New Jersey had the opportunity to allow undocumented students to qualify for state-funded supports like TAG and the Educational Opportunity Fund (EOF), which give students from low-income families who show great academic promise the chance for a college degree. Five other states – Washington, California, Minnesota, New Mexico and Texas – allow all students, regardless of immigration status, to apply for state financial aid. Access to New Jersey’s programs was included in the legislature’s Tuition Equality Act. However, Gov. Christie vetoed that part, explaining that doing so ensured New Jersey was offering Tuition Equality “responsibly and affordably.”
With that veto, the governor kept the barrier to educational and economic opportunity too high for most undocumented New Jersey students, who face an array of financial challenges.
First and foremost, in New Jersey the average undocumented family’s income is $39,100 per year, about $75,000 less than the average family income of all New Jerseyans – making the prospect of paying $13,000 a year for in-state tuition daunting, to say the least. But undocumented students face additional financial hurdles above and beyond those shared with other low-income students. They are more likely to take breaks from school to work full-time or handle family responsibilities and less likely to get assistance from their parents; at the same time they are more frequently expected to contribute to their family’s income. Having access to financial aid would increase undocumented students’ chances of finishing in a timely fashion without having to take breaks to work full-time or handle family responsibilities.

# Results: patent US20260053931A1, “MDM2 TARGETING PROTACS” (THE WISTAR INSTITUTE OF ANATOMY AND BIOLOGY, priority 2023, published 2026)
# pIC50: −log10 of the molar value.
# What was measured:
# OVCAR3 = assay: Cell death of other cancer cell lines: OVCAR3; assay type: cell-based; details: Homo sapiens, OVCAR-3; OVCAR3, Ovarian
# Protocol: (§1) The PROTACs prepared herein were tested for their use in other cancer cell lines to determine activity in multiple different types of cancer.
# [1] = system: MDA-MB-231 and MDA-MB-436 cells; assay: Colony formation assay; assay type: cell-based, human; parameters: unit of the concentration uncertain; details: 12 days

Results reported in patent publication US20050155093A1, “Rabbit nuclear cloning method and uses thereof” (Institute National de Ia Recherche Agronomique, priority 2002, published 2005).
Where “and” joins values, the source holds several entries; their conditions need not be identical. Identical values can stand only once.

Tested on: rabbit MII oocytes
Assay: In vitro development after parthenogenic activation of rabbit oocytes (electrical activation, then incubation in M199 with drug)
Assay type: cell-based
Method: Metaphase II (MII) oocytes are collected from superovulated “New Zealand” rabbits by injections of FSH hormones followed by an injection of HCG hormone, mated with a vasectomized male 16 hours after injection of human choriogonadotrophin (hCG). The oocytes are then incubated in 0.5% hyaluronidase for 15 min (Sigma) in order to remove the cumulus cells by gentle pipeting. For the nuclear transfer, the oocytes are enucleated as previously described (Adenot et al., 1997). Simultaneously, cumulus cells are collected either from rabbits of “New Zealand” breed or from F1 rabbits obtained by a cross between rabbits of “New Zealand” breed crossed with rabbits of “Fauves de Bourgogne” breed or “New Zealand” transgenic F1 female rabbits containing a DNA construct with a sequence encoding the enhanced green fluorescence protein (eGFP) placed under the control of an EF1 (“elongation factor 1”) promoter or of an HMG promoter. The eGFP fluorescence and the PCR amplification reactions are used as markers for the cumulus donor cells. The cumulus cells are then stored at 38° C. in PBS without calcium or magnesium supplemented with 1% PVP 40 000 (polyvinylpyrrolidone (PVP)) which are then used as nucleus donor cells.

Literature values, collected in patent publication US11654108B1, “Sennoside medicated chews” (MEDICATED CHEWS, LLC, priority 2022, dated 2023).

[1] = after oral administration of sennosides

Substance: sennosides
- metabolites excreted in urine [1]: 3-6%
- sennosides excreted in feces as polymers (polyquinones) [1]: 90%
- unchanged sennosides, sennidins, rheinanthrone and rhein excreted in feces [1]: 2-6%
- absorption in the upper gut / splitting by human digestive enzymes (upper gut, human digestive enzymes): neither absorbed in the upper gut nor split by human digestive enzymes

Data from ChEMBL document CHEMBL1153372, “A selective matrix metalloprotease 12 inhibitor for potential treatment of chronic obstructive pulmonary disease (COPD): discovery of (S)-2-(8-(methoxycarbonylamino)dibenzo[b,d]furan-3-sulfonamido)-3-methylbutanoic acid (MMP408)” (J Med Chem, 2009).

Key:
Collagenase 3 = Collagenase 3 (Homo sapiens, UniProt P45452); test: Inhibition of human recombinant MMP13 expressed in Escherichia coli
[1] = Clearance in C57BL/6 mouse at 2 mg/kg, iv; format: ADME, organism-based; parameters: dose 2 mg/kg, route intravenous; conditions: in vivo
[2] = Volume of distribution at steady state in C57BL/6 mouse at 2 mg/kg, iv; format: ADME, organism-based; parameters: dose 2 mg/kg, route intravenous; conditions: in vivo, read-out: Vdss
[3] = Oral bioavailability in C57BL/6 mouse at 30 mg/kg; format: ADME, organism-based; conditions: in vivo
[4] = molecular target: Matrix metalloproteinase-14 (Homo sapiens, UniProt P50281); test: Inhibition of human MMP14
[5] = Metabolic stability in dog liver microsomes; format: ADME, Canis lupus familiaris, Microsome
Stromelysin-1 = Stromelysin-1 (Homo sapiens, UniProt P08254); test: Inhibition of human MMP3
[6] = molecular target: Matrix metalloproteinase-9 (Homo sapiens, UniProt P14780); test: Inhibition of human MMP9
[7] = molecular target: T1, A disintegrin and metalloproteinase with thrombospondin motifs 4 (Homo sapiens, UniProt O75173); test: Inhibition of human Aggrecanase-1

Opponents’ arguments against access to financial aid are twofold: that it will either cost too much or take opportunities away from other low-income New Jersey students. Extending financial aid to undocumented students would bring extra cost, in theory, if the state financial aid programs were expanded to accommodate new students. If funding for the aid programs did not grow, however, there would be more students competing for the same pie of funding, thereby reducing slightly everyone’s Tuition Aid Grants. But any extra costs would likely be minor, and the latter concern can easily be addressed by very slightly expanding the amount of state funding available in order to accommodate all low-income students, as would certainly occur if the governor’s proposed $19.6 million TAG increase is approved in the upcoming 2016 budget.
The Office of Legislative Services estimated last year that including access to financial aid would cost New Jersey just $5.3 million a year – less than 1.5 percent of the program’s total cost in the 2015 budget ($355.7 million). That is in line with what we’ve seen in other states: the number of undocumented students receiving aid is relatively small given their small share of the overall student body. Texas, for example, which offers financial aid to a much larger undocumented student population, only awards 1 percent of its total aid package to undocumented students. If OLS’s estimate were to be applied to the governor’s proposed funding level in 2016, the cost would be approximately $3.3 million – just 17 percent of the proposed TAG funding increase.